Beyond borders: David Greig's transpersonal dramaturgy

Book chapter

Thompson, C. 2011. Beyond borders: David Greig's transpersonal dramaturgy. in: Muller, A. and Wallace, C. (ed.) Cosmotopia: transnational identities in David Greig's theatre Litteraria Pragensia. pp. 103-117
Chapter titleBeyond borders: David Greig's transpersonal dramaturgy
AuthorsThompson, C.

David Greig’s transgressive dramaturgies articulate, I suggest, a refusal to privilege a single discourse; in unfixing the audience’s traditional positionality, he opens up something beyond, a space where new apprehensions of those frequently considered Other, may be possible. In working to unfix and blur boundaries of spatiality, temporality and individuality, Greig’s dramaturgies refuse to authorise appropriation; refuse to claim imagined others as fixable, ‘known’ or ‘knowable’. Simultaneously, resonances extend across his transient spatialities and temporalities, opening up a transpersonal space, even he undermines any tendency to speak ‘of’ or ‘for’ Others. I relate this to Luce Irigaray’s claim that a potential meeting with the Other may only lie in “a Threshold between two worlds” (2006, p.43); in highlighting the existence of unknown and possibly unknowable Others, while insisting on transpersonal resonances extending time and space, I suggest Greig articulates the potential for such a threshold or meeting-point.
Here I interrogate specific formal strategies in terms of how they are likely to affect the ways in which an audience can engage with Greig's work. Greig’s dramaturgies, I suggest, undermine individualist engagements (referring to Murray Smith’s useful theory of audience engagement to film). In transgressing traditional dramaturgical parameters, the work may be seen to encourage plural and shifting engagements with multiple and merging characters, thereby dissolving boundaries of ethnicity, nationality, culture, gender and class, and opening up space for transnational encounters, beyond specificity.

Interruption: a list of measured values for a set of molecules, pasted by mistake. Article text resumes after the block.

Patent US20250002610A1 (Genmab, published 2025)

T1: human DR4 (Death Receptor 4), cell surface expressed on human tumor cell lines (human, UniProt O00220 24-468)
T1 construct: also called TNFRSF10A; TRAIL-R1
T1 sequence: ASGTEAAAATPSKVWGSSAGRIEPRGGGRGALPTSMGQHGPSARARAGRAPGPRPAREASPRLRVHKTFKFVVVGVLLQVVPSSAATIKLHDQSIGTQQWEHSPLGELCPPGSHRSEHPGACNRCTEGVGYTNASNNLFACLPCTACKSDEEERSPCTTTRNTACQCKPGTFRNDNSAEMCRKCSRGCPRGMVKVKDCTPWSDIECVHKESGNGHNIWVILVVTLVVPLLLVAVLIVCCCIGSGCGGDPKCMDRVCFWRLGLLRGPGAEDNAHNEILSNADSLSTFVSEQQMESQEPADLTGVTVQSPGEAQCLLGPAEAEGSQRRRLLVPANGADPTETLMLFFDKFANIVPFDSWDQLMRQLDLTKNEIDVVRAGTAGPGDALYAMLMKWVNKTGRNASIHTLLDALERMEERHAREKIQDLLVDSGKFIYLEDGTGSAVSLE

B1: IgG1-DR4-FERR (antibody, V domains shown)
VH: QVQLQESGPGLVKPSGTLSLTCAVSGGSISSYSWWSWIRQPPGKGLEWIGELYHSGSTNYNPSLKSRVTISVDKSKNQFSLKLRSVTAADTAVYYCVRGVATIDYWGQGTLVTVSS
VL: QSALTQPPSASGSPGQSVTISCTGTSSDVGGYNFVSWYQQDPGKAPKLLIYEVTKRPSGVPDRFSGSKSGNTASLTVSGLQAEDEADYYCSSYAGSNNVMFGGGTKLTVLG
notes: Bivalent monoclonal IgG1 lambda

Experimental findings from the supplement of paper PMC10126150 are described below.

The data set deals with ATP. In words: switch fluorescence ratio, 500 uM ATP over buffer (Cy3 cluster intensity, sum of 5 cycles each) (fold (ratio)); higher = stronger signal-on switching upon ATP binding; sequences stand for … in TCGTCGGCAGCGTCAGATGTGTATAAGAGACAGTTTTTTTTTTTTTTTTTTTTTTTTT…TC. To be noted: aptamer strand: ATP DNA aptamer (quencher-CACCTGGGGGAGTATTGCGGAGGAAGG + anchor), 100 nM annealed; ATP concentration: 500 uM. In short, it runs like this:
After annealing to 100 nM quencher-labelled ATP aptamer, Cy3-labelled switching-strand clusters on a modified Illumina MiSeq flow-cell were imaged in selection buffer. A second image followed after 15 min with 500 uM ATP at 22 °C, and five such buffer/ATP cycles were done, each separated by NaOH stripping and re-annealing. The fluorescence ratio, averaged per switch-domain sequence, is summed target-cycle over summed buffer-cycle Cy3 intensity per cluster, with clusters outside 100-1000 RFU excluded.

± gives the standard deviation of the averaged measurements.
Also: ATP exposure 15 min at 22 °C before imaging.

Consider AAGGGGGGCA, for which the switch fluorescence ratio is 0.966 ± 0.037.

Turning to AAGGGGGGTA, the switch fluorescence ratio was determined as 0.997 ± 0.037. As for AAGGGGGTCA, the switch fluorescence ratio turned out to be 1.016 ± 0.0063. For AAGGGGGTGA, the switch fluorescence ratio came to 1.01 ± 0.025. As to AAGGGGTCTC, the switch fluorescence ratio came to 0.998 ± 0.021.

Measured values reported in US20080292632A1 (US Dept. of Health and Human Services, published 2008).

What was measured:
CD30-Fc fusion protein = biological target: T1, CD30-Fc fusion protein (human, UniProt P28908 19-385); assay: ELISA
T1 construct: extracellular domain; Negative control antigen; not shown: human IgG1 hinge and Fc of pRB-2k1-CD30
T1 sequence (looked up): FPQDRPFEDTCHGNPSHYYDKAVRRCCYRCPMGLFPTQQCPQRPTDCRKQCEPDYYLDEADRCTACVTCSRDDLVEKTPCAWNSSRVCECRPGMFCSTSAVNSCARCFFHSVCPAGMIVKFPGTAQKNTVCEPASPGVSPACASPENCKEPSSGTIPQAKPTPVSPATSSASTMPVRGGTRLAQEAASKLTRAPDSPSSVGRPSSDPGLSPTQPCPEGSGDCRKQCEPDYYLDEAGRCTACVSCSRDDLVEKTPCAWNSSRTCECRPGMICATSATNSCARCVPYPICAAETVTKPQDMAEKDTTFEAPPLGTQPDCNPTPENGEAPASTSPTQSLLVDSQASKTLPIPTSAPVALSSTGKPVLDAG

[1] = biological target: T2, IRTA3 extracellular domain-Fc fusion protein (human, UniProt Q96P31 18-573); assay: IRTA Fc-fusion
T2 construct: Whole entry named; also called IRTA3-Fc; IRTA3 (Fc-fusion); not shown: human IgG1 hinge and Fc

With examples from work as diverse as Mainstream, Casanova (both with Suspect Culture), The Cosmonaut’s Last Message..., The Architect, Europe, and San Diego, among others, I discuss recurring transgressive strategies which thread through Greig’s work. Such dramaturgies open up transnational encounters within the theatre-texts, but in destabilising audience positionality, also open up space for new, transnational empathic encounters with imagined others. I discuss the physical doublings and other imagistic, linguistic, behavioural and dynamic echoes that thread through Greig’s plays, as well as his fragmentation of traditional character ‘wholeness’ through opening up disjunctions between character subjectivity and behaviour. A certain fleetness within and between scenes, characters, temporalities and spatialities further enables Greig’s plural discourse (related to Barthes’ ‘plural’ text, 1975).
In the patterning of his temporal roamings, fragmenting identities, physical and spatial pairings and linguistic echoes then, Greig may be seen to open up a transnational threshold. The gaps, echoes and links embedded in his dramaturgies connect disparate locations, time zones and seemingly ‘different’ (Other) characters, and open a chink in the discourse of traditional dramaturgy. In doing so Greig’s work suggests a new way of constructing our relationship with others, both those imagined others within dramaturgies, and ‘real-world’ others. Here imagined Others are not denied, nor are they appropriated: we are, Greig seems to suggest, undeniably related as well as disjunct from the global community.
(author's abstract)

Research GroupTheatre Arts group
Page range103-117
Book titleCosmotopia: transnational identities in David Greig's theatre
EditorsMuller, A. and Wallace, C.
PublisherLitteraria Pragensia
Publication dates
Publication process dates
Deposited14 Aug 2013
Output statusPublished
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